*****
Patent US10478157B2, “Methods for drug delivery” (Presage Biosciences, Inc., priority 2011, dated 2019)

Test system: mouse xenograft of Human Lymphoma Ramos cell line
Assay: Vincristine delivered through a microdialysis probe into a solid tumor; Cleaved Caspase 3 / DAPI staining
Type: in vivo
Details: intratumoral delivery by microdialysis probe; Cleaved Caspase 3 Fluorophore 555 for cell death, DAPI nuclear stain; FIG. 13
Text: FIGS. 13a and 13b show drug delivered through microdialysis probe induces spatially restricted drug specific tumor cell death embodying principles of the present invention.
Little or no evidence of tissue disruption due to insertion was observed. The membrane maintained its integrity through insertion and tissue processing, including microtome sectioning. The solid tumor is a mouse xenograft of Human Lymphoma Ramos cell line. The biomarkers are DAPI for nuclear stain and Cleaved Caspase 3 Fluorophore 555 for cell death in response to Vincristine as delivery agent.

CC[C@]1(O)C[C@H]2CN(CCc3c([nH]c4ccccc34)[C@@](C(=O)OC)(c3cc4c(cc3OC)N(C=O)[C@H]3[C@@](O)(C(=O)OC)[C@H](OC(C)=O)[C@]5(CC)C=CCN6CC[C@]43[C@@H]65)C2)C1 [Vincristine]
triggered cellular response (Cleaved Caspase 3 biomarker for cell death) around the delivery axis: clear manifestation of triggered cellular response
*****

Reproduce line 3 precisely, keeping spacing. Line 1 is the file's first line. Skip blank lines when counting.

Assay: Vincristine delivered through a microdialysis probe into a solid tumor; Cleaved Caspase 3 / DAPI staining